The Hidden Tax Costs of Relocating in Retirement
Here’s a big slap for the refugees in this country.
No, not the ones the news is talking about in the Southwest but the tax refugees from high-tax states.
When I moved south to Florida’s retirement belt five years ago, it wasn’t just because of better weather, no snow or even the low cost of housing.
No, the primary reason for my move (or at least the one I enjoyed the most when I got there) was taxes.
No state income tax, no crazy real estate taxes and no “rain tax.”
The year I moved, Maryland enacted a “rain tax.” Each year, an amount was added to your real estate tax based on the amount of rain the state estimated ran off your roof and driveway.
Is that crazy enough for you?
But now the new federal tax regulation that limits how much of your real estate tax you can deduct has put a major hurt on many people in these high-tax states.
And we’re not talking about taxes that are a little crazy. We’re talking about real estate taxes in the high five figures.
A friend of mine from New Jersey pays $60,000 a year. I had friends back in Maryland who owned 1,200-square-foot townhouses – not palaces – that were paying $16,000 and up.
No yard, no parking… but $16,000!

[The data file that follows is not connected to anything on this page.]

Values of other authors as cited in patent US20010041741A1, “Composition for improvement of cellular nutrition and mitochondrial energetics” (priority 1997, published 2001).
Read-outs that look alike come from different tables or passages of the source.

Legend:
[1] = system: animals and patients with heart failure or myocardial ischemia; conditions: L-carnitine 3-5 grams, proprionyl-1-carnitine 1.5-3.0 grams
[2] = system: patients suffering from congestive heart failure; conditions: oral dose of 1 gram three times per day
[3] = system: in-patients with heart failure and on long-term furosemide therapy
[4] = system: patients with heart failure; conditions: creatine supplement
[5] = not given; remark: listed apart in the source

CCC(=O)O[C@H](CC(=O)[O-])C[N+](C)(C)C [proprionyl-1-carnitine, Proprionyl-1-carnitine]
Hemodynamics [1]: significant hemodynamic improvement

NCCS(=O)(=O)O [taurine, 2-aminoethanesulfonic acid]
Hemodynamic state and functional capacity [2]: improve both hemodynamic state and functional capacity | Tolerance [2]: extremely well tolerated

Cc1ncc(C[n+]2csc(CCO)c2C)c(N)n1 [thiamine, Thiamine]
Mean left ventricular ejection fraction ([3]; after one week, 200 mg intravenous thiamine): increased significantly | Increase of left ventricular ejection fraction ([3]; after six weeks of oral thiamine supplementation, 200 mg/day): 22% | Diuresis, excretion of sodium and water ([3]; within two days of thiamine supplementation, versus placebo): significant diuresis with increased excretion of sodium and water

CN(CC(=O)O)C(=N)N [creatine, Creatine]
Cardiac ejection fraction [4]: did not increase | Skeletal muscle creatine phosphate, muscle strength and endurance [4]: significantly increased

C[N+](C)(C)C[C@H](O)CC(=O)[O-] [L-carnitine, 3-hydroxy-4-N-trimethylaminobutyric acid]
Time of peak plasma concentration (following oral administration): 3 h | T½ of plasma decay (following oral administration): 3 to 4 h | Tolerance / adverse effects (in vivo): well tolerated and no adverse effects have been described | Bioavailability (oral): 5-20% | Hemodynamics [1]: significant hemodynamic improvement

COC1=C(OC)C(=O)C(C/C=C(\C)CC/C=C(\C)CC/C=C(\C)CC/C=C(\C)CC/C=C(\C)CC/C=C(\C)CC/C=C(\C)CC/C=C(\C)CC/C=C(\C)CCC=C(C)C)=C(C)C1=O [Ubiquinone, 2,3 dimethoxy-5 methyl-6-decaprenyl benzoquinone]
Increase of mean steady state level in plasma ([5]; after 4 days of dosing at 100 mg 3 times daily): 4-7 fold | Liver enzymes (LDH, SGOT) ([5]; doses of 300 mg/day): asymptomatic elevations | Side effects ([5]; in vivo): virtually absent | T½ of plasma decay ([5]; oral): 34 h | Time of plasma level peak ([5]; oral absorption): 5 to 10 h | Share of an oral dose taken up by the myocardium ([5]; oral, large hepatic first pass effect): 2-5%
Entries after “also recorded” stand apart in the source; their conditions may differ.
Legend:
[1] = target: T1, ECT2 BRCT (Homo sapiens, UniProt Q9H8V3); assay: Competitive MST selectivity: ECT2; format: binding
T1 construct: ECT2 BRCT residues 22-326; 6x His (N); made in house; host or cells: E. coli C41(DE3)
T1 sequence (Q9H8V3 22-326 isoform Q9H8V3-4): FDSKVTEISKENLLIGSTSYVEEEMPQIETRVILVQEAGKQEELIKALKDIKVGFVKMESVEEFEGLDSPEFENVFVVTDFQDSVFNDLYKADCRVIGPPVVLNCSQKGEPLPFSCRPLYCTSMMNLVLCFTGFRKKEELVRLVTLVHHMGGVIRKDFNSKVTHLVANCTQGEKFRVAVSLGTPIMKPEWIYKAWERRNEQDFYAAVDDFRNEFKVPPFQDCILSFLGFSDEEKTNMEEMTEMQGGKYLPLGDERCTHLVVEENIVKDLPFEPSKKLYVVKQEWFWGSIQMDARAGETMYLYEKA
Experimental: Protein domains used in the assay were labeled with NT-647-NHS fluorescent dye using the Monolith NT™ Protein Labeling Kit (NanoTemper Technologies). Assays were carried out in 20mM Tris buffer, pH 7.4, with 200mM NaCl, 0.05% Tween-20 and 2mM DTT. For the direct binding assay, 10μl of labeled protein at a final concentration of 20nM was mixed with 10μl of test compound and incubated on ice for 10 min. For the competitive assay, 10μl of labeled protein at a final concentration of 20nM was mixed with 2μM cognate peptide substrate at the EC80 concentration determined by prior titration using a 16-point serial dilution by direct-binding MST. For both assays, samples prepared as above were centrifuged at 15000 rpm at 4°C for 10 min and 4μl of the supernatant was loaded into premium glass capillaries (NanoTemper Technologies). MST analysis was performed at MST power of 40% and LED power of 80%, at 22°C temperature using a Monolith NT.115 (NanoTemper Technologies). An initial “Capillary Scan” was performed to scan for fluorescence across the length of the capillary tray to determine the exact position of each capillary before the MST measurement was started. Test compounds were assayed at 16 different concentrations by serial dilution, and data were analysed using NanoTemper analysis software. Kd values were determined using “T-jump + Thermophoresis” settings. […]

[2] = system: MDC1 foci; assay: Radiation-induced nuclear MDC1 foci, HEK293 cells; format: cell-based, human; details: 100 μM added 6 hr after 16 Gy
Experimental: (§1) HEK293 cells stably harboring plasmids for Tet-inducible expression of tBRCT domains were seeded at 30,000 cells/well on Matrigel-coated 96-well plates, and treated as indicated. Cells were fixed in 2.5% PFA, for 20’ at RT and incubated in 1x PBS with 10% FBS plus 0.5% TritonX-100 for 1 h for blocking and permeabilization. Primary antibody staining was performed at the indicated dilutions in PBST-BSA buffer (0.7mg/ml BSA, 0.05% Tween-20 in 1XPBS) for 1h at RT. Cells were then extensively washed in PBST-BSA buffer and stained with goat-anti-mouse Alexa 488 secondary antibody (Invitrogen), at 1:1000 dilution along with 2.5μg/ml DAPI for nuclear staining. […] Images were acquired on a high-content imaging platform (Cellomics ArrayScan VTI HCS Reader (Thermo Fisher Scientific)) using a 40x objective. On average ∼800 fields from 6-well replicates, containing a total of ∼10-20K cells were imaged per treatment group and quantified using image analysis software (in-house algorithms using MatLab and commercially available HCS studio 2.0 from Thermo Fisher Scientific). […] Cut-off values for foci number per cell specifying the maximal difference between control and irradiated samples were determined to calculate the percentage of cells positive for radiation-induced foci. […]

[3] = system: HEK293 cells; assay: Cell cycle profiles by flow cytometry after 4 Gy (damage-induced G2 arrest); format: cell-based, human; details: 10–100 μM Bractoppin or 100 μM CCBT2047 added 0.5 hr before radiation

The amount of money the new law limits ($10,000 maximum of real estate tax deductions for individuals and couples) is going to cost these folks a bundle. And many aren’t sitting still for it.
These tax refugees are fleeing in droves to the states with no income tax and more reasonable real estate taxes.
But not so fast! Don’t get a U-Haul just yet.
The crazy high-tax states aren’t sitting back and allowing this exodus either. Many have implemented restrictions that negate the old “six months and a day” residency requirement for tax purposes. And you had better be sure about your own state’s rules before you move.
The tax-and-spend states are looking at business ownership, country club memberships, hunting and fishing licenses, voter registration, credit card addresses, and utility bills, to name just a few. Anything that will tie you to that state can be enough to continue taxing you at that state’s rate.
The days of just having a residence in Florida or Texas won’t set you free anymore.
And residency audits are no joke. They’ve been described as the most intrusive of all tax audits.
There have been reports of the tax man asking neighbors how much they have seen you around the neighborhood.
Holy Big Brother!
So if you’re among those who have had enough and want the flip-flops or Stetson lifestyle, come on down. But do your homework first.
God, do I hate those tax-and-spenders.